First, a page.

3.3.2 The Power of Habit: The Empiricist Tradition

3.3.2 The Power of Habit: The Empiricist Tradition

In Some Thoughts Concerning Education (Locke, 1693/ 1968), the British empiricist philosopher John Locke (1632–1704) provided the intellectual foundation for the dominant theory of cognitive development in England and the United States until the mid-20th century. Empiricism is the philosophy that all knowledge is ultimately based on sense experiences and cognitive reflection on those experiences. Thus, Locke's main childrearing and educational advice was to observe children behaving in their context and to be aware that they are observing their parents' behavior in turn. Rather than forcing children to memorize texts and rules and to beat them if they forgot, Locke recommended that a parent or tutor encourage practice of skills in carefully graduated steps matched to the age, experience, and temperament of the child. Children should be encouraged to work for the praise and good esteem of their parents, rather than to receive concrete bribes or to avoid punishment. Locke believed that children are born without innate ideas and thus are blank slates, but he said that each child has a unique natural temperament that once observed should be taken into account.

Thus in the empiricist school, practice followed by praise or punishment was thought to lead to a buildup of proper habits. At its best, the empiricist tradition promoted a sophisticated pragmatism. E. L. Thorndike (1874–1949), one of the founders of educational psychology at Teachers' College at Columbia University in the early 20th century, believed that education did not expand general ability. Rather, he believed that every mental task could be decomposed into a series of discrete actions or thoughts that had met with success in particular tasks. Once a process had been trained to mastery in the classroom, only those elements that were the same between the training session and the new situation would transfer. This identical elements theory of education deem-phasized massive rote learning in favor of taking care that habits should be explicitly useful in the world. For example, Thorndike suggested that quantities in all arithmetic word problems should be given with units of measurement (feet, inches, or pounds), and a child should never have to calculate 16/18ths of a dollar. No habits should be taught that would later have to be broken; thus, careful consideration should be given to the context where habits of thought would be used. Thorndike believed that once basic habits are learned so well as to be automatic, higher-level thinking would emerge. (Thorndike, 1910–1913).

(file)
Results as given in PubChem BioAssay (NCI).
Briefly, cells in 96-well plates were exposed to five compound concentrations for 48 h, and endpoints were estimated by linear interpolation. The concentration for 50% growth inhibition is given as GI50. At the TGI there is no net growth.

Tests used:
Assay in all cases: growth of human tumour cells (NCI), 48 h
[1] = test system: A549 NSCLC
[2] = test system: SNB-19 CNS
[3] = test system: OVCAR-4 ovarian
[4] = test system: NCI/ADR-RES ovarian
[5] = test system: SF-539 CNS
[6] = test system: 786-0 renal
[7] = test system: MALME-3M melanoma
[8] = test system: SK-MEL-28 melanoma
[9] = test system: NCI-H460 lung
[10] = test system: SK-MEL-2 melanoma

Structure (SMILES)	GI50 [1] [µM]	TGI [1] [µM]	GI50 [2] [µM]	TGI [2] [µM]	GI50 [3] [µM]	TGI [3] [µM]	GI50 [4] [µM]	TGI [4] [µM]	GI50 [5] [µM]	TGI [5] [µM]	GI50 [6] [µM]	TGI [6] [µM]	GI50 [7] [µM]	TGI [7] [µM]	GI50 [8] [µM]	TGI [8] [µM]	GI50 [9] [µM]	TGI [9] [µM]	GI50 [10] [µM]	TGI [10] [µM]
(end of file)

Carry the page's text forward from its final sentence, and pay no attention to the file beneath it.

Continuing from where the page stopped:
Every time math problem sets are ordered so that the next problem is only slightly more complex than the previous one, the insights of this tradition are used. But the empiricists saw the child as relatively passive, and thus the brunt of learning fell on the teacher to rigorously prepare step-by-step materials. Their notion of learning as the gradual build-up of knowledge largely ignored qualitative developmental shifts in thinking. Much of the bad reputation of this method comes from the fact that its teacher-centered view was corrupted by the so-called factory school, the scale of which undermined Locke's cardinal principle of constantly observing child-teacher interactions, and instead encouraged one-way rote learning.